The purpose of this study was to conduct a descriptive analysis of multiple dimensions of religious belief and practice among older people in Japan with data from a nationwide sample. Six dimensions were evaluated: religious affiliation, involvement in formal religious organisations, private religious practices, the functions of prayer, belief in punishment by supernatural forces, and beliefs about the afterlife. In addition to describing these dimensions for the sample as a whole, tests were performed to see if they varied by age, sex, marital status, education and for those living in rural or urban areas. The findings suggest that even though older people in Japan are not highly involved in formal religious institutions, they engage frequently in private religious practices, and that while many older people in Japan do not endorse some religious beliefs (e.g. about the quality of the afterlife), there is strong adherence to others (e.g. beliefs about punishment by supernatural forces). It was found that older women are more deeply involved in religion than older men, and that levels of religious involvement appear to be higher in rural than in urban areas. Less pronounced differences were found with respect to age, but compared to the ‘young-old’, the ‘oldest-old’ aged 75 or more years were more deeply involved in those aspects of religion that take place outside formal institutions.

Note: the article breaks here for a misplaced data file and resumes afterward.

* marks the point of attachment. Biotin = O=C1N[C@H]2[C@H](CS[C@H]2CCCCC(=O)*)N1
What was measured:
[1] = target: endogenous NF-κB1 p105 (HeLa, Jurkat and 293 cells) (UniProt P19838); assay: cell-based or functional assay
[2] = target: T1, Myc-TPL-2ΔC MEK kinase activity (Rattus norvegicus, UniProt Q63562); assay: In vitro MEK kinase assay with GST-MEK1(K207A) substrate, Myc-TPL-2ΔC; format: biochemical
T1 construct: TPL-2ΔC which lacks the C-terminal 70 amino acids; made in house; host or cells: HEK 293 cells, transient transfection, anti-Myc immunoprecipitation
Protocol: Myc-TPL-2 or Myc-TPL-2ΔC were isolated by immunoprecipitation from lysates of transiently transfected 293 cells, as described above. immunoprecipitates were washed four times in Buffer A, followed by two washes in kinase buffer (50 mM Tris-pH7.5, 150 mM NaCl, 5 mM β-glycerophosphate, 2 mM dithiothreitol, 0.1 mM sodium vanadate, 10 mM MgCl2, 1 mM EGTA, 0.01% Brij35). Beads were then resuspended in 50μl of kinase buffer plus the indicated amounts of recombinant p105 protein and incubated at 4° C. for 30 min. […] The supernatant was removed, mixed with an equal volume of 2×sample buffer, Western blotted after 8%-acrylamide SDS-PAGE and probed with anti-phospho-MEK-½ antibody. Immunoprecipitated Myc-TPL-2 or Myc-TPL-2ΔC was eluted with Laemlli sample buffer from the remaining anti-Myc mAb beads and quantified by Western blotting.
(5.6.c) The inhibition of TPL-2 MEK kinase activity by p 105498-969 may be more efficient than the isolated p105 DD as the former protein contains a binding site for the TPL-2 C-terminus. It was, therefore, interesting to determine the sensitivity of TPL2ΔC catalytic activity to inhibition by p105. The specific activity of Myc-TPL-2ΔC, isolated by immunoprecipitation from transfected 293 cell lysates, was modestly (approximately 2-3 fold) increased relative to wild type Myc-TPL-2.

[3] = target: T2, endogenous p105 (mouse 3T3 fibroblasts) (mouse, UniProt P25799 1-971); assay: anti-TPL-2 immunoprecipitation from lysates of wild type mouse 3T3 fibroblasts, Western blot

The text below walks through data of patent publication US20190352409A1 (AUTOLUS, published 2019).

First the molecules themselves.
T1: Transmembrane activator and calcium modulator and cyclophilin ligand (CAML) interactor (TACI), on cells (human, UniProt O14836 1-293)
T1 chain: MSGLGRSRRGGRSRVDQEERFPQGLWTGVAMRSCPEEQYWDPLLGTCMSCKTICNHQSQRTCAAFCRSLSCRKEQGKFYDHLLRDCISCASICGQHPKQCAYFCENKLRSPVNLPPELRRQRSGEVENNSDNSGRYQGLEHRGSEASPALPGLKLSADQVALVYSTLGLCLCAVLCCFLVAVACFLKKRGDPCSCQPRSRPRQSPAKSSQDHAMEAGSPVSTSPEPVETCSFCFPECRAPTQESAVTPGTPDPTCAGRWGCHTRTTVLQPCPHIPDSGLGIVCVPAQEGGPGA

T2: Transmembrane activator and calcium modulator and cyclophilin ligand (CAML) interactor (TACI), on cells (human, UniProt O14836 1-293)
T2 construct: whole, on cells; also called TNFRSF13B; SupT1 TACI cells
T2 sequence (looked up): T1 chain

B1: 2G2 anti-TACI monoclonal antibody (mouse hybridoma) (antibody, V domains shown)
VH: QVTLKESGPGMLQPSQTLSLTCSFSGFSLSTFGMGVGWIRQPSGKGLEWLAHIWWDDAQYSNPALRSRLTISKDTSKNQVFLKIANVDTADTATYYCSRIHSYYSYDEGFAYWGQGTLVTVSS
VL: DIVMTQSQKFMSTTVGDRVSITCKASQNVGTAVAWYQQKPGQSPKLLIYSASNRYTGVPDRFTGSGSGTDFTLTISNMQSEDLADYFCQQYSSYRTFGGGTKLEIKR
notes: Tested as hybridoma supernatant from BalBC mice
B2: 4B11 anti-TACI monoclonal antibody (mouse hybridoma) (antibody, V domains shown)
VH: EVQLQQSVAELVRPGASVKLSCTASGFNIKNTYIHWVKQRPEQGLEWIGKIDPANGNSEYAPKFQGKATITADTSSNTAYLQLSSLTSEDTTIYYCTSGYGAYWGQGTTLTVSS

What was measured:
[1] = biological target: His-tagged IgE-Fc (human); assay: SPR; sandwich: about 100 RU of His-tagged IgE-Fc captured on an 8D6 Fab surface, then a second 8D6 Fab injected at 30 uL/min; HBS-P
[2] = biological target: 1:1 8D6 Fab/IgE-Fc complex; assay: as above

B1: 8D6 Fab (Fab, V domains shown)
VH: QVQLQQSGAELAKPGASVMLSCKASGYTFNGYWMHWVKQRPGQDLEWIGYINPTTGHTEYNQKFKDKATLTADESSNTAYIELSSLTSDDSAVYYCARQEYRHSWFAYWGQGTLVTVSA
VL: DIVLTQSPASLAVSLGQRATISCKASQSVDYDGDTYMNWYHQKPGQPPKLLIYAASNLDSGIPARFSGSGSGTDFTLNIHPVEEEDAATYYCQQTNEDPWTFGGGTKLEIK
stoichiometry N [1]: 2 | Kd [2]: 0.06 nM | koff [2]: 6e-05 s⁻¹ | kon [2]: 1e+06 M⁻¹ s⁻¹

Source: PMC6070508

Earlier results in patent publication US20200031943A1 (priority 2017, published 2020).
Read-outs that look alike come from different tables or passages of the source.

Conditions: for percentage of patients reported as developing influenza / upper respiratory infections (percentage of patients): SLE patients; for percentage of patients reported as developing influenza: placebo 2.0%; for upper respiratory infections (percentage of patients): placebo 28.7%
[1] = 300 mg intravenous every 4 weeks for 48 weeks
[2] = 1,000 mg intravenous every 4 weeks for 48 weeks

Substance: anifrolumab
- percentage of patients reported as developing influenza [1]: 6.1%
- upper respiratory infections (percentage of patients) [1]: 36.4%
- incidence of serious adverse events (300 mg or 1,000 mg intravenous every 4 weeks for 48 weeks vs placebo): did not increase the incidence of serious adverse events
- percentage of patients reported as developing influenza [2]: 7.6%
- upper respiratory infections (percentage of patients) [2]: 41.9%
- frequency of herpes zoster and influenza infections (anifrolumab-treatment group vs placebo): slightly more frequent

Email your librarian or administrator to recommend adding this journal to your organisation's collection.